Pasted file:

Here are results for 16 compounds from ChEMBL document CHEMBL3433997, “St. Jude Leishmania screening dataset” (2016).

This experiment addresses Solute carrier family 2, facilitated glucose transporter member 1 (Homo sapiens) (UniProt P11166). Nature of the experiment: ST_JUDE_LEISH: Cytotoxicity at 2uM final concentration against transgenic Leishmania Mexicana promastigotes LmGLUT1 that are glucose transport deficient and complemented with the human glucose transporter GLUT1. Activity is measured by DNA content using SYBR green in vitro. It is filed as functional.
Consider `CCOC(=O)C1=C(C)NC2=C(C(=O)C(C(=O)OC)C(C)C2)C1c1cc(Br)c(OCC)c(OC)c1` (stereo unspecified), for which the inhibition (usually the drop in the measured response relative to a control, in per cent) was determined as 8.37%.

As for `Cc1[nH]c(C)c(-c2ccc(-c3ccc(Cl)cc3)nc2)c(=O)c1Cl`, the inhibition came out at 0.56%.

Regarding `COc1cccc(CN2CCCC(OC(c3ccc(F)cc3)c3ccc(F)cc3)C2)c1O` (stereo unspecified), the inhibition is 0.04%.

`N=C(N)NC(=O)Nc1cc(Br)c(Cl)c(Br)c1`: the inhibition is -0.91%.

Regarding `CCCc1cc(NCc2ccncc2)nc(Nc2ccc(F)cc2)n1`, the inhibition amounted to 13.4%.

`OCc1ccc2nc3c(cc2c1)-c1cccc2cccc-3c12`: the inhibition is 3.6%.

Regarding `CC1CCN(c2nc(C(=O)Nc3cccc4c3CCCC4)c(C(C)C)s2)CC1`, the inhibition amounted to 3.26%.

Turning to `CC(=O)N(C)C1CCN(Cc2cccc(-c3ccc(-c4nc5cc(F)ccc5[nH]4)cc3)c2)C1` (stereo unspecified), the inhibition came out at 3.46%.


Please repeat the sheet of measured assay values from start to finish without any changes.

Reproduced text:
Here are results for 16 compounds from ChEMBL document CHEMBL3433997, “St. Jude Leishmania screening dataset” (2016).

This experiment addresses Solute carrier family 2, facilitated glucose transporter member 1 (Homo sapiens) (UniProt P11166). Nature of the experiment: ST_JUDE_LEISH: Cytotoxicity at 2uM final concentration against transgenic Leishmania Mexicana promastigotes LmGLUT1 that are glucose transport deficient and complemented with the human glucose transporter GLUT1. Activity is measured by DNA content using SYBR green in vitro. It is filed as functional.
Consider `CCOC(=O)C1=C(C)NC2=C(C(=O)C(C(=O)OC)C(C)C2)C1c1cc(Br)c(OCC)c(OC)c1` (stereo unspecified), for which the inhibition (usually the drop in the measured response relative to a control, in per cent) was determined as 8.37%.

As for `Cc1[nH]c(C)c(-c2ccc(-c3ccc(Cl)cc3)nc2)c(=O)c1Cl`, the inhibition came out at 0.56%.

Regarding `COc1cccc(CN2CCCC(OC(c3ccc(F)cc3)c3ccc(F)cc3)C2)c1O` (stereo unspecified), the inhibition is 0.04%.

`N=C(N)NC(=O)Nc1cc(Br)c(Cl)c(Br)c1`: the inhibition is -0.91%.

Regarding `CCCc1cc(NCc2ccncc2)nc(Nc2ccc(F)cc2)n1`, the inhibition amounted to 13.4%.

`OCc1ccc2nc3c(cc2c1)-c1cccc2cccc-3c12`: the inhibition is 3.6%.

Regarding `CC1CCN(c2nc(C(=O)Nc3cccc4c3CCCC4)c(C(C)C)s2)CC1`, the inhibition amounted to 3.26%.

Turning to `CC(=O)N(C)C1CCN(Cc2cccc(-c3ccc(-c4nc5cc(F)ccc5[nH]4)cc3)c2)C1` (stereo unspecified), the inhibition came out at 3.46%.